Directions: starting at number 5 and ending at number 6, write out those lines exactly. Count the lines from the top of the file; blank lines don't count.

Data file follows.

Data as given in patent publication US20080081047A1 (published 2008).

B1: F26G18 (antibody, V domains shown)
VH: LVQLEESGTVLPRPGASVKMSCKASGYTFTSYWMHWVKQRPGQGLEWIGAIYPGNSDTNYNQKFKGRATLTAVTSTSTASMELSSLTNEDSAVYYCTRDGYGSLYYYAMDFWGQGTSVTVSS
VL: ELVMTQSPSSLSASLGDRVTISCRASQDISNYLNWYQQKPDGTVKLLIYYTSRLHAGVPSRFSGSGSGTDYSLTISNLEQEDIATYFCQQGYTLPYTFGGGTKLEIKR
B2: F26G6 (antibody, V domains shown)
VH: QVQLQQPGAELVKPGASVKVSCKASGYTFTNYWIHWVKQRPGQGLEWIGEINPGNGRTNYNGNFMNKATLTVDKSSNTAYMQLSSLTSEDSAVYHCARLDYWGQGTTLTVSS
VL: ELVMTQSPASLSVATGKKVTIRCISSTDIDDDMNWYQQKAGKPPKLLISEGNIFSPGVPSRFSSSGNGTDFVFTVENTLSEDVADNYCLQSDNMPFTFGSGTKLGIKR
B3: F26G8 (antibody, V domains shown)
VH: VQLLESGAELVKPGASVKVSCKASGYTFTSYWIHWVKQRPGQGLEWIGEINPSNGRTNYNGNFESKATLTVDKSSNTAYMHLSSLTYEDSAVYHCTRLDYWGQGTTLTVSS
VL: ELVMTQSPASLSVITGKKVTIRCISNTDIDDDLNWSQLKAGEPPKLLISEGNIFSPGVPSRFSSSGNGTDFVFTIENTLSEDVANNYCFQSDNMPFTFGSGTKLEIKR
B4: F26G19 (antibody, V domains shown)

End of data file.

B2: F26G6 (antibody, V domains shown)
VH: QVQLQQPGAELVKPGASVKVSCKASGYTFTNYWIHWVKQRPGQGLEWIGEINPGNGRTNYNGNFMNKATLTVDKSSNTAYMQLSSLTSEDSAVYHCARLDYWGQGTTLTVSS